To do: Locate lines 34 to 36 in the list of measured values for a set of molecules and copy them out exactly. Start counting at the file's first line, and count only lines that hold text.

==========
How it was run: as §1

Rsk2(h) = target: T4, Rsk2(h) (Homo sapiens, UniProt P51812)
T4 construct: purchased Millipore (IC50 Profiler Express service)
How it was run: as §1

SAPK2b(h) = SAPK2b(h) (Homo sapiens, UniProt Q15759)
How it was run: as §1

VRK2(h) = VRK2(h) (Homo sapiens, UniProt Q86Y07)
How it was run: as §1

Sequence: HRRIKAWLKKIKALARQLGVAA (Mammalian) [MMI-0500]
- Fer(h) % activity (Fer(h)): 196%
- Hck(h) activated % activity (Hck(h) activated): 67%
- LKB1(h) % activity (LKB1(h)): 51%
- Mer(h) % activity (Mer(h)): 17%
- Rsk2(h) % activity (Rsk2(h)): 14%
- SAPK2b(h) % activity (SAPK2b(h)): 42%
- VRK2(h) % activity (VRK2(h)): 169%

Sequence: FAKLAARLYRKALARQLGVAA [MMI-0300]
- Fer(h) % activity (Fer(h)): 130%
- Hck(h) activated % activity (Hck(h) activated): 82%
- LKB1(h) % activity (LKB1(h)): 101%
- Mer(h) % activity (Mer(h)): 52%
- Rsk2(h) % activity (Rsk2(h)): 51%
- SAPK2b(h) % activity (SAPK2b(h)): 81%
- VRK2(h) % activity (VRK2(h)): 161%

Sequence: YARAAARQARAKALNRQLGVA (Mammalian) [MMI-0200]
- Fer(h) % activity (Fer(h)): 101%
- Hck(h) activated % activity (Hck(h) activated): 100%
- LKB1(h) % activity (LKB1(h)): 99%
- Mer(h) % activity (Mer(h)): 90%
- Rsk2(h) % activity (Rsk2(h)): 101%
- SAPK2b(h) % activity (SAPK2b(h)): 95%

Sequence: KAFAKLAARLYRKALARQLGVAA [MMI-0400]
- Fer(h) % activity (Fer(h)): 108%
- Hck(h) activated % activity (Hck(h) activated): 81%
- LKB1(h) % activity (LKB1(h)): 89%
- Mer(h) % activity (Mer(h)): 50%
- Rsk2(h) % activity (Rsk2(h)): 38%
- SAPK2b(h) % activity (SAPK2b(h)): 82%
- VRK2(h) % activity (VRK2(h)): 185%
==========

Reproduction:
- Hck(h) activated % activity (Hck(h) activated): 81%
- LKB1(h) % activity (LKB1(h)): 89%
- Mer(h) % activity (Mer(h)): 50%